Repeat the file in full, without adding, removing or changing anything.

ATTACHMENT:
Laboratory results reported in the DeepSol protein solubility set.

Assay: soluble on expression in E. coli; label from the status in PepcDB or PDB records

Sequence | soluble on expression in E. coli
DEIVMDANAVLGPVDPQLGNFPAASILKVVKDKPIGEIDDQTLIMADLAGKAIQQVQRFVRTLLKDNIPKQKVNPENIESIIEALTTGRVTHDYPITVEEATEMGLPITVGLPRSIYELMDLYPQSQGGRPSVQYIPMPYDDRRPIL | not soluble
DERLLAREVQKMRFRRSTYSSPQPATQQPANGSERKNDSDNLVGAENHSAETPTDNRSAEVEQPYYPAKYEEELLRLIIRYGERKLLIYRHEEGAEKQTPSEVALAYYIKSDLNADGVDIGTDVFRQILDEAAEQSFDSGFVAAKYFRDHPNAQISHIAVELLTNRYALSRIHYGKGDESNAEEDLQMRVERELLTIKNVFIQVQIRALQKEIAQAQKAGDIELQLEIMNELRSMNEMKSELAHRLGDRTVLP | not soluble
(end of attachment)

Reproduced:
Laboratory results reported in the DeepSol protein solubility set.

Assay: soluble on expression in E. coli; label from the status in PepcDB or PDB records

Sequence | soluble on expression in E. coli
DEIVMDANAVLGPVDPQLGNFPAASILKVVKDKPIGEIDDQTLIMADLAGKAIQQVQRFVRTLLKDNIPKQKVNPENIESIIEALTTGRVTHDYPITVEEATEMGLPITVGLPRSIYELMDLYPQSQGGRPSVQYIPMPYDDRRPIL | not soluble
DERLLAREVQKMRFRRSTYSSPQPATQQPANGSERKNDSDNLVGAENHSAETPTDNRSAEVEQPYYPAKYEEELLRLIIRYGERKLLIYRHEEGAEKQTPSEVALAYYIKSDLNADGVDIGTDVFRQILDEAAEQSFDSGFVAAKYFRDHPNAQISHIAVELLTNRYALSRIHYGKGDESNAEEDLQMRVERELLTIKNVFIQVQIRALQKEIAQAQKAGDIELQLEIMNELRSMNEMKSELAHRLGDRTVLP | not soluble